Much of the Paul & Phil mystique boils down to who they are as individuals: funny, decent, loving men who’ve stayed true to their morals and values, the era of shock jocks and wardrobe malfunctions notwithstanding. Parents could be assured of never having to cover their children’s ears as long as the radio was tuned to Y92.5 in the morning.

But it’s more than that. Robins and Cowan share that inexplicable property called chemistry, which you either have or you don’t. Fans know it by many different names—yin and yang, good cop/bad cop, angel and devil—but all agree that Paul is the optimistic, happy-go-lucky one, and Phil is the curmudgeon or, as longtime fan Soto likes to put it, “a big ol’ bear.”

As for the show itself, outrageous stunts and contests came and went, but one thing has remained constant: Robins’ and Cowan’s devotion to their families. It’s been a huge draw for fans, who saw their favorite DJs go from three daughters and one son (ages 2 to 5) to six daughters, one son and a son-in-law (ages 12 through 25). Paul and his wife, Bridget, are celebrating their 27th anniversary in June, and Phil and his wife, Kathleen, just marked 24 years of wedded bliss.  No matter what happened at home—births, adoptions (the Robinses’ youngest daughter, 12-year-old Faith, was adopted from Russia), illnesses, minor household calamities, Paul’s oldest daughter’s wedding—virtually all of it was fodder for radio chatter.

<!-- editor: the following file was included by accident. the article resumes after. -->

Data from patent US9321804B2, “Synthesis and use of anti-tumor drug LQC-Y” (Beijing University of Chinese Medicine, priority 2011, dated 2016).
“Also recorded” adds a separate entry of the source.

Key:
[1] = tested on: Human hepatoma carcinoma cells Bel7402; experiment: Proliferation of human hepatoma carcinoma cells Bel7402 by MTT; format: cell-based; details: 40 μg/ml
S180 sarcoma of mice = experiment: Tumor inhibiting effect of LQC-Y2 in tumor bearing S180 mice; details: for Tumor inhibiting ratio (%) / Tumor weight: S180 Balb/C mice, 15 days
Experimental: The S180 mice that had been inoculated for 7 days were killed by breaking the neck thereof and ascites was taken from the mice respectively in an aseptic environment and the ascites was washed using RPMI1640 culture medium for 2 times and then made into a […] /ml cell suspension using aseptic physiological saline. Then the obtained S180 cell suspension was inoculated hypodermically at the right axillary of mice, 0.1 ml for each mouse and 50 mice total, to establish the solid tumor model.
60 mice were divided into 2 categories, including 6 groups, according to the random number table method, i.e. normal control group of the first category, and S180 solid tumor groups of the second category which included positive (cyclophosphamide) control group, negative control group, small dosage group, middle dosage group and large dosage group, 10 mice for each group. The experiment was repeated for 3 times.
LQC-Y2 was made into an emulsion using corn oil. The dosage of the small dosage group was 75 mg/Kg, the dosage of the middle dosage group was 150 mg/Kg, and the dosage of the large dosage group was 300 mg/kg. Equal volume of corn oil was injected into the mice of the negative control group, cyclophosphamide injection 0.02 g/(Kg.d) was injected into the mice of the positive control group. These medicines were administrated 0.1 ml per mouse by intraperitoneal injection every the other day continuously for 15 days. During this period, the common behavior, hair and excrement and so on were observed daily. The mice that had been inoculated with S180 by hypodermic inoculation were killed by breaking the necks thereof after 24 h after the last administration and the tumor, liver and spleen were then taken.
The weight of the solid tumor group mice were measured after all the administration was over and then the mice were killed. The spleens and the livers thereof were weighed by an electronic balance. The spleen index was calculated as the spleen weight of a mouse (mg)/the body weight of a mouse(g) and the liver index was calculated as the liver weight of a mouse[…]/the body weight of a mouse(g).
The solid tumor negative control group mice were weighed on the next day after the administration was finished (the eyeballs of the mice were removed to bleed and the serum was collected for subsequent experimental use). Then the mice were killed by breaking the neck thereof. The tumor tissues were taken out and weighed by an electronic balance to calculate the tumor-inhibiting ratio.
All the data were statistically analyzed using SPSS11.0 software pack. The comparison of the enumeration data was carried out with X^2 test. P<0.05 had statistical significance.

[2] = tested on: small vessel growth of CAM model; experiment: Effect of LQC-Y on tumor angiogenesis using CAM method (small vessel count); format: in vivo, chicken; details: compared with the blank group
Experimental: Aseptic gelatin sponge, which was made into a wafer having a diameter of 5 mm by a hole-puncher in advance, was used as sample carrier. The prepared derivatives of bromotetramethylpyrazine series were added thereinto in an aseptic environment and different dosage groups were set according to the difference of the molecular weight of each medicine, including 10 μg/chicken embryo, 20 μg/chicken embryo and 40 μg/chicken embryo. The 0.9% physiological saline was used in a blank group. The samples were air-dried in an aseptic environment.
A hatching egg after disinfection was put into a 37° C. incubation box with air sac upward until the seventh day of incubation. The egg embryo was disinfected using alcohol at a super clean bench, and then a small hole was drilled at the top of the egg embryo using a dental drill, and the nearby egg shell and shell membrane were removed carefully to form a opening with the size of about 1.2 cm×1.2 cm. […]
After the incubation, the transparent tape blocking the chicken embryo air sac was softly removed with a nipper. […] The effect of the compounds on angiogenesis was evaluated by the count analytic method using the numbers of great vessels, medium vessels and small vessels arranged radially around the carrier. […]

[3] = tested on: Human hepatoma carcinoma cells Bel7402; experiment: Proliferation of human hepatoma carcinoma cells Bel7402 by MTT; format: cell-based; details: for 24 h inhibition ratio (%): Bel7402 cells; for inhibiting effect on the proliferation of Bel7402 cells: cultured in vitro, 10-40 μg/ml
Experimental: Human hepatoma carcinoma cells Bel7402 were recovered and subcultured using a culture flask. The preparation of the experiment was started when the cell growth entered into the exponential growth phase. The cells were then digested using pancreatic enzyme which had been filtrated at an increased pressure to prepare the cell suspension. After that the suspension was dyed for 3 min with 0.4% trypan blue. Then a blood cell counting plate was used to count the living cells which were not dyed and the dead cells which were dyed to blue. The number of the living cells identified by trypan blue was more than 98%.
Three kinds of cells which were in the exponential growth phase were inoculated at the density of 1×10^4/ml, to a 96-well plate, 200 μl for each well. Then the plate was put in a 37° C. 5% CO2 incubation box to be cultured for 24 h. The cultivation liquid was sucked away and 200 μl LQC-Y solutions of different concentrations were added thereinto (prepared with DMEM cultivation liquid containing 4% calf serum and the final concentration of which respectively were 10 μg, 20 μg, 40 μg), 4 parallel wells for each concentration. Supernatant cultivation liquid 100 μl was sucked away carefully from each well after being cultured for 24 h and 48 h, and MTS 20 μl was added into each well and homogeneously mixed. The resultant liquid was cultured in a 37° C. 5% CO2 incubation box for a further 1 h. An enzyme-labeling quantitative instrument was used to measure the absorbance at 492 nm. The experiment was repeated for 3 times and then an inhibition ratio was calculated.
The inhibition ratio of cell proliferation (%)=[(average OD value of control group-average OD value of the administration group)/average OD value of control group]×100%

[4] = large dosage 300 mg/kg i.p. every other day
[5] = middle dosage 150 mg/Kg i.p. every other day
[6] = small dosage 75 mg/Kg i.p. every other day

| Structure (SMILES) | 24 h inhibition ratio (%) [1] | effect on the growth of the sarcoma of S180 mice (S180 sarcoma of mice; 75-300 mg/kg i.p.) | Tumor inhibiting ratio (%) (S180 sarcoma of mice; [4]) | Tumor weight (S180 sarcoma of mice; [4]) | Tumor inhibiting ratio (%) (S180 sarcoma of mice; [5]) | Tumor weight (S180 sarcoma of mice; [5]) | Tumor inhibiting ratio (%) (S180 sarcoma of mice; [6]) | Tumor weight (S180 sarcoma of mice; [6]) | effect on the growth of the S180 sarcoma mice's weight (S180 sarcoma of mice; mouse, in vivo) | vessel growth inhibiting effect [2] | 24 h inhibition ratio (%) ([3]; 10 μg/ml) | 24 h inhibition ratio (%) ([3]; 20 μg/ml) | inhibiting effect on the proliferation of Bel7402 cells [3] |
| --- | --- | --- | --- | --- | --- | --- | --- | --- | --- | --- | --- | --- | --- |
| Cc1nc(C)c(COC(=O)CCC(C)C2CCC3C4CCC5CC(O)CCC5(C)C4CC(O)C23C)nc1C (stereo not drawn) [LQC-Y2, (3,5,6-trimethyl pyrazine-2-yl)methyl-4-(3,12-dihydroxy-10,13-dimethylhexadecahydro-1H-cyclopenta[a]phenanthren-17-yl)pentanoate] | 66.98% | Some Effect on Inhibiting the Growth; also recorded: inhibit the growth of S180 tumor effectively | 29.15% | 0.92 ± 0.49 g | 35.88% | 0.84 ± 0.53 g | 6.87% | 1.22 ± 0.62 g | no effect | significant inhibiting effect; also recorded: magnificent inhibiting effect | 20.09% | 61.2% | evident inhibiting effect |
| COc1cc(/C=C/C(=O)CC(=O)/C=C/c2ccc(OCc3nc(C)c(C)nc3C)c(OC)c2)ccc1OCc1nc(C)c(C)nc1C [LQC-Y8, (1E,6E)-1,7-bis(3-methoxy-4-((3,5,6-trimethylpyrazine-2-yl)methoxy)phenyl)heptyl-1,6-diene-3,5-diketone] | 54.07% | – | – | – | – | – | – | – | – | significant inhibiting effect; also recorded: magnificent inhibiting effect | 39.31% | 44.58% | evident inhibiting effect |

Robins says, “No doubt about it, our unusual career has impacted [our families]. Bridget had her appendix taken out, and everybody knew it.”

It’s never been a secret that Robins, an incurable romantic, is crazy about his wife. Bridget accepts the publicity—along with her husband’s many creative gifts—graciously, never for a moment taking any of it for granted.

“One person told me one time that she divorced her husband because of Paul and me,” Bridget says. “She said that after listening to how Paul spoke about me and treated me, she decided she deserved to be loved and treated like that, too.

“Paul and Phil have both always said wonderful things about their families, so I’ve never had to worry about being complained about or belittled. Who they are on the radio is who they are at home,” Bridget says.

Robins and Cowan say they have no plans to do anything together after their final broadcast, except maybe have lunch once in a while. That means no Christmas specials, no tandem Sleep Train commercials, no Paul & Phil cookbooks, no radio shows.

“Phil is welcome to pop into the Y92 studios any time he wants, if he gets to work early,” Robins says.

Phil grumbles. Like that’ll ever happen.  

So fans, don’t hold your breath. Here’s what you do: Stockpile boxes of Kleenex for June 15, and in the meantime, practice eating peanut butter without jelly so you’ll get used to the idea of enjoying a good thing on its own.  And take heart. You’ll still have Paul & Phil—just not at the same time.

Paul & Phil Timeline